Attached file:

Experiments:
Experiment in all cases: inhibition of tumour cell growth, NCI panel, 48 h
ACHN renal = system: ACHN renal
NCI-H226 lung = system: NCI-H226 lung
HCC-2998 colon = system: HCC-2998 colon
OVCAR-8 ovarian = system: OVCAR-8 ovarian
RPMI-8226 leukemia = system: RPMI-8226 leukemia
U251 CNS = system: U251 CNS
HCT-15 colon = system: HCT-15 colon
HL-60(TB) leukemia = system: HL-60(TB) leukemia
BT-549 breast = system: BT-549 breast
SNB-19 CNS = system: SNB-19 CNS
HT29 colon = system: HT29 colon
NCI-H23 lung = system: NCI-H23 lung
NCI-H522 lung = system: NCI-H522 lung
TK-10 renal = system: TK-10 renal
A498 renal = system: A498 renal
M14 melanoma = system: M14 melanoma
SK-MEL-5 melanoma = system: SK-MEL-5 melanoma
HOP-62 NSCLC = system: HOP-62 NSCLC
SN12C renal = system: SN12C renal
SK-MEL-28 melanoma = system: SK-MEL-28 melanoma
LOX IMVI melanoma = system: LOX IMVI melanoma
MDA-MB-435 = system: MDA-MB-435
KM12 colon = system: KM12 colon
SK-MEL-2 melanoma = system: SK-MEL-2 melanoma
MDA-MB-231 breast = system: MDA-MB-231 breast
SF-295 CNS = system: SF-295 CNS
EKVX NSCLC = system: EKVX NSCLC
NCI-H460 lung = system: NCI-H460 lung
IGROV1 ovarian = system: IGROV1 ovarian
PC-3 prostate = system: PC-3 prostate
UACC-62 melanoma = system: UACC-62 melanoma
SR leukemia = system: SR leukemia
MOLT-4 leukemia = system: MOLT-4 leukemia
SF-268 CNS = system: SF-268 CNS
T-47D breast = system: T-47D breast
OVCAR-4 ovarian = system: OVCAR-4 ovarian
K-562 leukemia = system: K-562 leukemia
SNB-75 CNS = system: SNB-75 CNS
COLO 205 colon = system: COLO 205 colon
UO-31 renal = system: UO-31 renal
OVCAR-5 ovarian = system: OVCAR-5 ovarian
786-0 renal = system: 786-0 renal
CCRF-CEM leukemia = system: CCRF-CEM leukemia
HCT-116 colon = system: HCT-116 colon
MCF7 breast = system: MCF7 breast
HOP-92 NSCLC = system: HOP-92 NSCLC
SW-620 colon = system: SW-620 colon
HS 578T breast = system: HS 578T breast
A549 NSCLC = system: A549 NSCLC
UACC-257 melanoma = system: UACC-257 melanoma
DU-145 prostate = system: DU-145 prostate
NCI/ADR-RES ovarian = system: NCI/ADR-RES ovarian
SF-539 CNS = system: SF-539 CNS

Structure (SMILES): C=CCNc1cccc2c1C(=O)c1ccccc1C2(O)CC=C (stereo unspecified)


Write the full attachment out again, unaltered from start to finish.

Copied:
Experiments:
Experiment in all cases: inhibition of tumour cell growth, NCI panel, 48 h
ACHN renal = system: ACHN renal
NCI-H226 lung = system: NCI-H226 lung
HCC-2998 colon = system: HCC-2998 colon
OVCAR-8 ovarian = system: OVCAR-8 ovarian
RPMI-8226 leukemia = system: RPMI-8226 leukemia
U251 CNS = system: U251 CNS
HCT-15 colon = system: HCT-15 colon
HL-60(TB) leukemia = system: HL-60(TB) leukemia
BT-549 breast = system: BT-549 breast
SNB-19 CNS = system: SNB-19 CNS
HT29 colon = system: HT29 colon
NCI-H23 lung = system: NCI-H23 lung
NCI-H522 lung = system: NCI-H522 lung
TK-10 renal = system: TK-10 renal
A498 renal = system: A498 renal
M14 melanoma = system: M14 melanoma
SK-MEL-5 melanoma = system: SK-MEL-5 melanoma
HOP-62 NSCLC = system: HOP-62 NSCLC
SN12C renal = system: SN12C renal
SK-MEL-28 melanoma = system: SK-MEL-28 melanoma
LOX IMVI melanoma = system: LOX IMVI melanoma
MDA-MB-435 = system: MDA-MB-435
KM12 colon = system: KM12 colon
SK-MEL-2 melanoma = system: SK-MEL-2 melanoma
MDA-MB-231 breast = system: MDA-MB-231 breast
SF-295 CNS = system: SF-295 CNS
EKVX NSCLC = system: EKVX NSCLC
NCI-H460 lung = system: NCI-H460 lung
IGROV1 ovarian = system: IGROV1 ovarian
PC-3 prostate = system: PC-3 prostate
UACC-62 melanoma = system: UACC-62 melanoma
SR leukemia = system: SR leukemia
MOLT-4 leukemia = system: MOLT-4 leukemia
SF-268 CNS = system: SF-268 CNS
T-47D breast = system: T-47D breast
OVCAR-4 ovarian = system: OVCAR-4 ovarian
K-562 leukemia = system: K-562 leukemia
SNB-75 CNS = system: SNB-75 CNS
COLO 205 colon = system: COLO 205 colon
UO-31 renal = system: UO-31 renal
OVCAR-5 ovarian = system: OVCAR-5 ovarian
786-0 renal = system: 786-0 renal
CCRF-CEM leukemia = system: CCRF-CEM leukemia
HCT-116 colon = system: HCT-116 colon
MCF7 breast = system: MCF7 breast
HOP-92 NSCLC = system: HOP-92 NSCLC
SW-620 colon = system: SW-620 colon
HS 578T breast = system: HS 578T breast
A549 NSCLC = system: A549 NSCLC
UACC-257 melanoma = system: UACC-257 melanoma
DU-145 prostate = system: DU-145 prostate
NCI/ADR-RES ovarian = system: NCI/ADR-RES ovarian
SF-539 CNS = system: SF-539 CNS

Structure (SMILES): C=CCNc1cccc2c1C(=O)c1ccccc1C2(O)CC=C (stereo unspecified)